LONDON — The Guardian's native ads division, Guardian Labs, has already rejected a "fair number" of brands during its first year of operations because they do not fit with the newspaper's ethos.
Guardian Labs MD Anna Watkins told Marketing it was "vital" to partner with authentic brands that would not alienate readers.
She said: "We can’t afford to jeopardize trust, and that’s difficult for certain brands to get on board with. If it’s sponsored, it has to be editorially independent. We’re hard and fast about that.
"Native advertising in its worst instances can imply hoodwinking the reader [into thinking] that a commercial message is independent editorial. That’s a short-term win, and our approach is about maintaining trust of the readers."
Guardian Labs launched almost exactly a year ago, headed up by Watkins, formerly managing director at Initiative. The idea is to work directly with brands on sponsored content, or native advertising. Guardian Labs is a division of Guardian News and Media, owner of the Guardian and Observer.
Native ads have become increasingly popular with publishers exploring different online advertising models to make up for tanking print revenues, and low-return digital formats. Online-only publications BuzzFeed and Quartz have been early pioneers of the format.
As noted by Watkins, native advertising can equal "muddy waters" with little regulation to date. The IAB has only just introduced the first native advertising guidelines, which state that branded content must be clearly marked.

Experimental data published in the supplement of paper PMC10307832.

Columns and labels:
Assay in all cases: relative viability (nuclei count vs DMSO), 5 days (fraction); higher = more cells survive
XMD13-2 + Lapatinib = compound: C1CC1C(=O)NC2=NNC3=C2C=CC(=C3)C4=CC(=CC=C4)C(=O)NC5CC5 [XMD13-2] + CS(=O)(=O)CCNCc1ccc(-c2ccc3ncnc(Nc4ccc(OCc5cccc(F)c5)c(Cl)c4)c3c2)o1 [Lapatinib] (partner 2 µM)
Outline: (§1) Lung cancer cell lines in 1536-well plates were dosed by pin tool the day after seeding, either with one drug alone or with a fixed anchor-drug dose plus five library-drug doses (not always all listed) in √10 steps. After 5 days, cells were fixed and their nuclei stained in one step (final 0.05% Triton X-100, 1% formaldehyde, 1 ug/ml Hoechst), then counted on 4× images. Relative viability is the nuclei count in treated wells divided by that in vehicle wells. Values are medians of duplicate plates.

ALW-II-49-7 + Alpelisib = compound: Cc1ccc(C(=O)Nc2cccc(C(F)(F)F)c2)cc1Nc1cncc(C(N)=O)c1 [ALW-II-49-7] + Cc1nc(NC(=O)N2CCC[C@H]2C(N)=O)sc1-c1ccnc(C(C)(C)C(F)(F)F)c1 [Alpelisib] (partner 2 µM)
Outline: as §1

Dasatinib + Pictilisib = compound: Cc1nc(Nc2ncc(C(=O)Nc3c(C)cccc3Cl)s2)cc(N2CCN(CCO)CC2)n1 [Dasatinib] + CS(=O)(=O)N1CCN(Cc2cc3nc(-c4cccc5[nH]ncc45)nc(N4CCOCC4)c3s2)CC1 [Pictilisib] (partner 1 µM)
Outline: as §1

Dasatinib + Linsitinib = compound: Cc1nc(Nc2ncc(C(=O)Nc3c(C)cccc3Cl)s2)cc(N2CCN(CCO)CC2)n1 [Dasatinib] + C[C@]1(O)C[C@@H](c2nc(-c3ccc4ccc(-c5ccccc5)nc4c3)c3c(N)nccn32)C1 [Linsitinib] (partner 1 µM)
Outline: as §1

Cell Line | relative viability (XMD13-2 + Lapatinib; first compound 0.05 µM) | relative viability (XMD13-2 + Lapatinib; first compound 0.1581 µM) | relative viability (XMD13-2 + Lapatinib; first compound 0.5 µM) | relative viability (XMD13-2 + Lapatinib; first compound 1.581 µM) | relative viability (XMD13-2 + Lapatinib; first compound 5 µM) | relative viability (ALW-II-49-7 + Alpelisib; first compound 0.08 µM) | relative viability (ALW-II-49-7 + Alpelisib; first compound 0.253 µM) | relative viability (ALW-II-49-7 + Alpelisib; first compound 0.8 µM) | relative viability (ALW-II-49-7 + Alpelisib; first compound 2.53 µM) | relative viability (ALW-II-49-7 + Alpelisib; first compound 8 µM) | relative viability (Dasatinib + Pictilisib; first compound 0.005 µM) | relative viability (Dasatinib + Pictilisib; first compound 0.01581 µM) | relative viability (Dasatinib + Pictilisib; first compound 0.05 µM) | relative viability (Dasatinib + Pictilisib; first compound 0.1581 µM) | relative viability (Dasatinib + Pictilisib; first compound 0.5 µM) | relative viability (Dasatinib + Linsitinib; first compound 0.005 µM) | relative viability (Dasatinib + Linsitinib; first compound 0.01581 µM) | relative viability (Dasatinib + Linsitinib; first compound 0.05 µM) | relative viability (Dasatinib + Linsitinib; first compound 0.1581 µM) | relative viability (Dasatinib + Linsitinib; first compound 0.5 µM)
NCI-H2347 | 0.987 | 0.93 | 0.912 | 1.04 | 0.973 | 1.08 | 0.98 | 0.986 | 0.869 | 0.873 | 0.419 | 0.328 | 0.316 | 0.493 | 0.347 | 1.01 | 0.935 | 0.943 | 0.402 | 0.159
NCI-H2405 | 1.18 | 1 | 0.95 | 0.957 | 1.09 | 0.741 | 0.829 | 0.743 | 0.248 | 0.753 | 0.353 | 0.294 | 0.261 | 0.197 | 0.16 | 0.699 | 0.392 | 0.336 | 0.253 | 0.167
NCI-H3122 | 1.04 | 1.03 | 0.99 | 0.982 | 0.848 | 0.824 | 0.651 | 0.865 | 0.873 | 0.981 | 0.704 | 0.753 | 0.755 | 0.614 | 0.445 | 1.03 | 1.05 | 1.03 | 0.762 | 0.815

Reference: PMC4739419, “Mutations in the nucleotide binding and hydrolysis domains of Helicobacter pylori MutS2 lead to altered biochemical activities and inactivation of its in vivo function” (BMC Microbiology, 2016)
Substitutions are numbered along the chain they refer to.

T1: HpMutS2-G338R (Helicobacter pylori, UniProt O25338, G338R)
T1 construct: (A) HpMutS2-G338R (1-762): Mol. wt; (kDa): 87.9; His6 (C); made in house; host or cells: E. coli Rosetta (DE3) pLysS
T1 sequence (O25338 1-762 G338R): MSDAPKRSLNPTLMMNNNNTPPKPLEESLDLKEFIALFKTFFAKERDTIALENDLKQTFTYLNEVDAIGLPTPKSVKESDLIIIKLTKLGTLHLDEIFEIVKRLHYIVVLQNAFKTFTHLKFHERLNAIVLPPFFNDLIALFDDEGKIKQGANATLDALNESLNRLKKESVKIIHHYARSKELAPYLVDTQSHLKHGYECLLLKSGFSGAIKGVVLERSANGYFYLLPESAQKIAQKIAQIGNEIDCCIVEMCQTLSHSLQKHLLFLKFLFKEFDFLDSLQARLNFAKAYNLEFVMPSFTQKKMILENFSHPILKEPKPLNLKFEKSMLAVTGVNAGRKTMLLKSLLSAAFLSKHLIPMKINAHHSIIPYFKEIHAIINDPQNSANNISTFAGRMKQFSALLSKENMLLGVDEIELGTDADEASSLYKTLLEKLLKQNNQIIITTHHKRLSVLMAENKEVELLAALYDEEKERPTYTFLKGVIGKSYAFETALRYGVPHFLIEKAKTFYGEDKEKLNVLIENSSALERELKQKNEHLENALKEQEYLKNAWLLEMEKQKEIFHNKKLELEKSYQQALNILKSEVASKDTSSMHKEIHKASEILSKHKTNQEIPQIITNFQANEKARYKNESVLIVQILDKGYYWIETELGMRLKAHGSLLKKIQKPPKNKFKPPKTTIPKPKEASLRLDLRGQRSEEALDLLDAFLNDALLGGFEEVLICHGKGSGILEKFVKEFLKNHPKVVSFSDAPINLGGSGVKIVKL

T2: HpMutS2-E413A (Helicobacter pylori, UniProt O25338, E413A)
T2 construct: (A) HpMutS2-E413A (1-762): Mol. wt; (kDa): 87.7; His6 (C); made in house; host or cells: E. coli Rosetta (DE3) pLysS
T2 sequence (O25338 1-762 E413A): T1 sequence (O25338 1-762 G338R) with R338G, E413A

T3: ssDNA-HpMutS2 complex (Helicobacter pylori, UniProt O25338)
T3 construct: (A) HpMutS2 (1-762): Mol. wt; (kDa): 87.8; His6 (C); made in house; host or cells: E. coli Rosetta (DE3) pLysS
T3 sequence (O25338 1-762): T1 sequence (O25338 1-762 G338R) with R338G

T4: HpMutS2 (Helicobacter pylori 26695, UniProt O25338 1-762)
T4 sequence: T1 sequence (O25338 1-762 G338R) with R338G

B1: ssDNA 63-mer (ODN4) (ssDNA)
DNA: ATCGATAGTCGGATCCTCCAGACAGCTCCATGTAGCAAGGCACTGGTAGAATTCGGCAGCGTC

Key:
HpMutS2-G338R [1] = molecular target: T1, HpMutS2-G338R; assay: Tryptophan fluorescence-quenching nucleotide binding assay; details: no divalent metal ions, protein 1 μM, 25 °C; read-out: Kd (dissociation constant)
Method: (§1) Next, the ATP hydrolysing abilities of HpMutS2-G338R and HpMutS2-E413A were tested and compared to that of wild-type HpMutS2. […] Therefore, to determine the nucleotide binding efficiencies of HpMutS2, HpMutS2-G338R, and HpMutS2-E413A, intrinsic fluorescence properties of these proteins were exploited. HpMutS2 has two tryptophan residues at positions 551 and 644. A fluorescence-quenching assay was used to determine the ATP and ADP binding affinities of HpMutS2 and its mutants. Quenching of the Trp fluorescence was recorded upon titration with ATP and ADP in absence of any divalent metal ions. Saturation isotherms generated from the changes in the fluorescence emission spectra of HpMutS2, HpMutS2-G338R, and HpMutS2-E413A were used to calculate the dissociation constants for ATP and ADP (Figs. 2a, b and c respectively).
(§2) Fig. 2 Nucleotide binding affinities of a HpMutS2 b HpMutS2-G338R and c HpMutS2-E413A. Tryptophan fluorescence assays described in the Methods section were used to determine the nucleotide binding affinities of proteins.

Watkins won’t say how much revenue the Guardian’s experiment has generated, only that its biggest campaigns have surpassed expectations.
Guardian Labs’ biggest brand partner is Unilever, which has signed a seven-year contract worth more than £1 million ($1.54 million) to push sustainable living.
It has also partnered with insurers Beagle Street on the Happy for Life project, Direct Line and EE.
Watkins would not name brands that had been turned down by Guardian Labs but said some prospective clients had pushed not only for normal sponsored content, but additional brand mentions. The division’s refusal to comply means it has lost clients to competitors, Watkins said.
Another challenge is coming up with metrics convincing enough to lure advertisers away from other types of display formats, something Watkins says is a challenge for the entire native ad industry.
Watkins said: "Those briefs that we’re losing at the last moment is to that investment being re-planned into display. That’s a shared challenge.
"We don’t have robust ROI or accepted modeling processes and techniques, when it comes to justifying spend across the different disciplines."
According to the IAB and PwC, UK advertisers spent £216 million ($332 million) on native ads in the first half of 2014, more than a fifth of total display ad spend.
This article first appeared on marketingmagazine.co.uk.